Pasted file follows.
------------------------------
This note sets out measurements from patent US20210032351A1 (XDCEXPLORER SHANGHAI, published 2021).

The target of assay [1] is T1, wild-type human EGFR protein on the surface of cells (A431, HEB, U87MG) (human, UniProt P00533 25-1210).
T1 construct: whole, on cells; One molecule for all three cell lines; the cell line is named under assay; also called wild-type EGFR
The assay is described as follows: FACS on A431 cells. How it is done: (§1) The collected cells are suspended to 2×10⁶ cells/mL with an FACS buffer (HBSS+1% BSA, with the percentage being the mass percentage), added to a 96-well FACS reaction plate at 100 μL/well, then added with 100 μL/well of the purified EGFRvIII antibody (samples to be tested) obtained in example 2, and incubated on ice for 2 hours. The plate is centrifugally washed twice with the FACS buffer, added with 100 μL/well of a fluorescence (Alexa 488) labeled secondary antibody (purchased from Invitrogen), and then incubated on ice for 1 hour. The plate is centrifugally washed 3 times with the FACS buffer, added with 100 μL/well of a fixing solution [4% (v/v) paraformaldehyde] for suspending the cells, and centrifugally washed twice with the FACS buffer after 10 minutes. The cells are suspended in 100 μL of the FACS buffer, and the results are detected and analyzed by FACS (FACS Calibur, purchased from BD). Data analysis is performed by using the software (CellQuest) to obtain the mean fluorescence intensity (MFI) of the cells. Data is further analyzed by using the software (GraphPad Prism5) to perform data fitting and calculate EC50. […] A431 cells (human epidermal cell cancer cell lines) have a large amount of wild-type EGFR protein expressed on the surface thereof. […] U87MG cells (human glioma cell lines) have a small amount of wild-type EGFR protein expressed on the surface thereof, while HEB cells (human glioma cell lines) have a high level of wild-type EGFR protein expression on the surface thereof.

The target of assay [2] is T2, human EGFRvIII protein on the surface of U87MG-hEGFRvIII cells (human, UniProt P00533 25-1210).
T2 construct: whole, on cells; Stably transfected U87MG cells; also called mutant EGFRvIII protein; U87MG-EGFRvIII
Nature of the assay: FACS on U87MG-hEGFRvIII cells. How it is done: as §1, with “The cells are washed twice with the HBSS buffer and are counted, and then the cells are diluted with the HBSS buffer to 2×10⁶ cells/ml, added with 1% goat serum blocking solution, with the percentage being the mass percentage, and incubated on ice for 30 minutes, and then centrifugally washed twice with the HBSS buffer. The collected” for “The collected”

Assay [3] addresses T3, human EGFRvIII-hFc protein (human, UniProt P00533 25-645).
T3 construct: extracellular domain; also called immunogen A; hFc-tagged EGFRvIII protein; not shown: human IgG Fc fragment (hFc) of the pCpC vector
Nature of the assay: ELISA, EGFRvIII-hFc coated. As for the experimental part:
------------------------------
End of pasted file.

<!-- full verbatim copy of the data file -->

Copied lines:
This note sets out measurements from patent US20210032351A1 (XDCEXPLORER SHANGHAI, published 2021).

The target of assay [1] is T1, wild-type human EGFR protein on the surface of cells (A431, HEB, U87MG) (human, UniProt P00533 25-1210).
T1 construct: whole, on cells; One molecule for all three cell lines; the cell line is named under assay; also called wild-type EGFR
The assay is described as follows: FACS on A431 cells. How it is done: (§1) The collected cells are suspended to 2×10⁶ cells/mL with an FACS buffer (HBSS+1% BSA, with the percentage being the mass percentage), added to a 96-well FACS reaction plate at 100 μL/well, then added with 100 μL/well of the purified EGFRvIII antibody (samples to be tested) obtained in example 2, and incubated on ice for 2 hours. The plate is centrifugally washed twice with the FACS buffer, added with 100 μL/well of a fluorescence (Alexa 488) labeled secondary antibody (purchased from Invitrogen), and then incubated on ice for 1 hour. The plate is centrifugally washed 3 times with the FACS buffer, added with 100 μL/well of a fixing solution [4% (v/v) paraformaldehyde] for suspending the cells, and centrifugally washed twice with the FACS buffer after 10 minutes. The cells are suspended in 100 μL of the FACS buffer, and the results are detected and analyzed by FACS (FACS Calibur, purchased from BD). Data analysis is performed by using the software (CellQuest) to obtain the mean fluorescence intensity (MFI) of the cells. Data is further analyzed by using the software (GraphPad Prism5) to perform data fitting and calculate EC50. […] A431 cells (human epidermal cell cancer cell lines) have a large amount of wild-type EGFR protein expressed on the surface thereof. […] U87MG cells (human glioma cell lines) have a small amount of wild-type EGFR protein expressed on the surface thereof, while HEB cells (human glioma cell lines) have a high level of wild-type EGFR protein expression on the surface thereof.

The target of assay [2] is T2, human EGFRvIII protein on the surface of U87MG-hEGFRvIII cells (human, UniProt P00533 25-1210).
T2 construct: whole, on cells; Stably transfected U87MG cells; also called mutant EGFRvIII protein; U87MG-EGFRvIII
Nature of the assay: FACS on U87MG-hEGFRvIII cells. How it is done: as §1, with “The cells are washed twice with the HBSS buffer and are counted, and then the cells are diluted with the HBSS buffer to 2×10⁶ cells/ml, added with 1% goat serum blocking solution, with the percentage being the mass percentage, and incubated on ice for 30 minutes, and then centrifugally washed twice with the HBSS buffer. The collected” for “The collected”

Assay [3] addresses T3, human EGFRvIII-hFc protein (human, UniProt P00533 25-645).
T3 construct: extracellular domain; also called immunogen A; hFc-tagged EGFRvIII protein; not shown: human IgG Fc fragment (hFc) of the pCpC vector
Nature of the assay: ELISA, EGFRvIII-hFc coated. As for the experimental part: